Dystopian - This is actually a weird example, because I think Wikipedia is going with the original definition, rather than the one that's become popular. "Dystopia" literally means "bad place", and was used in contrast to "utopia", which were supposed to be perfect. Also, "dystopia" is usually conflated with "post-apocalyptic", which the Broken Empire certainly is.

    Moral ambiguity/amorality - I think this is more in general than for particular characters. Yes, most modern fantasy tends to eschew clearly defined "good guys" and "bad guys", but that's usually done by giving both sides positive and negative traits (grey vs. grey), while grimdark stuff tends to make everyone the "bad guys" (black vs. black). Jorg is, in my opinion, is right there in the "hero in name only" area of the sliding scale of anti-heroes.

    So yeah, I would call the Broken Empire books great examples of grimdark novels. And that's not a bad thing - if that means some people won't read them because of it, then that's their loss.

  15. The fact that people remain marked by things that you only really allude to (i.e. rape and torture) is actually a testament to good writing. It's not easy to leave such a a huge impression on people using so little words.

  16. The prince of thorns is definitely grim dark, and it's largely a matter of tone. More specifically, it's dystopian because the world used to have advanced technology that it doesn't have any more . Dystopia is not just about politics, it's about standard of living .Voilence, it's the attitude as well as the level of voilence, plus your style of writing also makes the voilence seem more voilent. Nihilism and morality, it doesn't matter what is going on in the rest of the world with characters we don't see, only what's going on with the ones we are spending time with. Also, just because it is realistic doesn't mean it's not dark - in the real world, you could choose to tell the story of mother Teresa or Bin Laden. One is darker than the other.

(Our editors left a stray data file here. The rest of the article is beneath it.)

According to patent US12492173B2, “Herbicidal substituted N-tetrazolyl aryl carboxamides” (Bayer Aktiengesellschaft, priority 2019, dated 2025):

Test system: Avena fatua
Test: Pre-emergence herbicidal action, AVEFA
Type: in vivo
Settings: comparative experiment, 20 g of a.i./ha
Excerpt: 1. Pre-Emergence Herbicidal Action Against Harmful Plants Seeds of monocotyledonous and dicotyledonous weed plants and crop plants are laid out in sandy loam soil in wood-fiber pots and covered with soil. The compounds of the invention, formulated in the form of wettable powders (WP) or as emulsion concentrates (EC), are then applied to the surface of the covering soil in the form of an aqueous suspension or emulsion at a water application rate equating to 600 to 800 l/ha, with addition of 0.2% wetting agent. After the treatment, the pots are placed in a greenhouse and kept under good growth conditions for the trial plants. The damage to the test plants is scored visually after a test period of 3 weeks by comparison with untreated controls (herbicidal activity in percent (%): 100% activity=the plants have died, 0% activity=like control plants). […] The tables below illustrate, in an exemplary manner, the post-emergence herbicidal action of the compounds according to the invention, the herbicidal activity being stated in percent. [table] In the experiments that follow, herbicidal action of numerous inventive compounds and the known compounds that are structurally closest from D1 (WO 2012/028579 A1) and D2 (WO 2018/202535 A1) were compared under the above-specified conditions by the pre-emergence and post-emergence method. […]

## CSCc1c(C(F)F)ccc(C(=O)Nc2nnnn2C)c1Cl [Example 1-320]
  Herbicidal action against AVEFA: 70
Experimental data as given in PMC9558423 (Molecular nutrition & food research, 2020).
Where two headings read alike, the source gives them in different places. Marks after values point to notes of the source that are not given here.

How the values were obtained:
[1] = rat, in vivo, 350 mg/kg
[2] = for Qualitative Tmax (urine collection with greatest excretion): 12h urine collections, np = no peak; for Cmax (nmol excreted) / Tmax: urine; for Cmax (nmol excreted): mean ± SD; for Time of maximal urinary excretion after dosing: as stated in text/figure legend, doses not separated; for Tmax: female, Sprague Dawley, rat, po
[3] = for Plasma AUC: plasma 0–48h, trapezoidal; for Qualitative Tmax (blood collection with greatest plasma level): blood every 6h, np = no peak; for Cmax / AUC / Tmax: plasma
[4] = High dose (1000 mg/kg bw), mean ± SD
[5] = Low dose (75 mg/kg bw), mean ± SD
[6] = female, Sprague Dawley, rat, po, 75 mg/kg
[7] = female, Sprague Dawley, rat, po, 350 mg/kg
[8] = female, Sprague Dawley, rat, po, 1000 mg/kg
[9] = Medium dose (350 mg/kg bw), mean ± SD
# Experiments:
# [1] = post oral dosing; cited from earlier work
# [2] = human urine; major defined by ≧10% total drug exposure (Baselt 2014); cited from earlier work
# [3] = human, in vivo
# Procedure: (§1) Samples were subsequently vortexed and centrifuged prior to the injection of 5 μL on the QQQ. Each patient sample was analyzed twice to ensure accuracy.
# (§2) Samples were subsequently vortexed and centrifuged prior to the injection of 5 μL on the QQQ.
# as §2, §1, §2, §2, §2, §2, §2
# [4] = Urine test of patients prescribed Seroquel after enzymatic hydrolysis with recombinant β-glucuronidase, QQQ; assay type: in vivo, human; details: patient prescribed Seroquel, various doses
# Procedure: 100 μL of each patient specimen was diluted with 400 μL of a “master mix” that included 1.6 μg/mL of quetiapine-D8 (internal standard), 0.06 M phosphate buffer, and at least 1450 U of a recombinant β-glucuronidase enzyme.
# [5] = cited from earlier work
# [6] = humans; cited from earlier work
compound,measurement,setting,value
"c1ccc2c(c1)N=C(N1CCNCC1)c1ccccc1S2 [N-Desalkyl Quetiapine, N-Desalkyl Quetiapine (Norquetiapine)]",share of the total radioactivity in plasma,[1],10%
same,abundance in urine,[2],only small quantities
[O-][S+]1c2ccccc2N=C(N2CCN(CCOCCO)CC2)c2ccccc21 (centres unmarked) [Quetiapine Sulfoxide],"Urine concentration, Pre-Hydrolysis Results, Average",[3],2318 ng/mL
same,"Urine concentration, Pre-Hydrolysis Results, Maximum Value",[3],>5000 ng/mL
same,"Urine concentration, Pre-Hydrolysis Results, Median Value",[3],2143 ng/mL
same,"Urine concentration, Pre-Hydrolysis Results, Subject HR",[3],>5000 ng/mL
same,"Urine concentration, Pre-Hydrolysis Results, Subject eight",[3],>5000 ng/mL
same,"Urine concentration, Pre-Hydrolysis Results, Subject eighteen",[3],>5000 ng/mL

1. The world had technology 1000+ years ago, reverted to almost stone age and progressed, with several dark age reversals, to the state in the book and is in the process of moving forward / reuniting (albeit slowly). So I don't think it's dystopian in that sense either. It's not the dying embers after a slow decline, it's a patchy recovery after a very distant sudden decline.

  17. Much like his lovechild Jorg, Mark would not be shoved into a box.

    Poh tah toe.

  18. My first encounter with the term Grimdark came when talking to a friend about recent fantasy I'd enjoyed. He said I seemed to like Grimdark (I think the authors we were discussing were GRR Martin, in particular his Song of Ice and Fire, and Richard Morgan's fantasy novels). I googled around and found that I do tend to like a lot of books described as Grimdark - The Iron Dragon's Daughter, Dan Abnett's Warhammer novels, Matthew Stover's Caine novels, Abercrombie, etc.. I take the term as tongue-in-cheek, and I'm sure its coining means that eventually there will be a ton of crappy, sub-par wannabe Grimdark novels, but so far it's been a good filter to find books I enjoy. I was recommended your series a while back but haven't got to it, yet. I'll remedy that as soon as possible.

  19. *Zooms in*

    Norman england wasn't particularly less technically advanced then Rome and in many ways more technically advanced. The idea that the middle ages, or even the so called dark ages part sees a loss of technology or culture is a modern misconception. The chaos of the fall of rome in the west and the rise of the Germanic world isn't even particularly more chaotic then the crisis of the third century, or the civil wars of the end of the republic.

    Normans, not living in a worse world then romans. :D.

    1. That's an area of ongoing debate. Certainly the Normans didn't have much by way of central heating, or build many aqueducts that lasted, or know much of Greek mathematics etc.

      It's also beside the point - which was that there have been periods where technology levels are less advanced than earlier periods but in which technology is being recovered/rediscovered and which, like the Broken Empire, are not dystopias.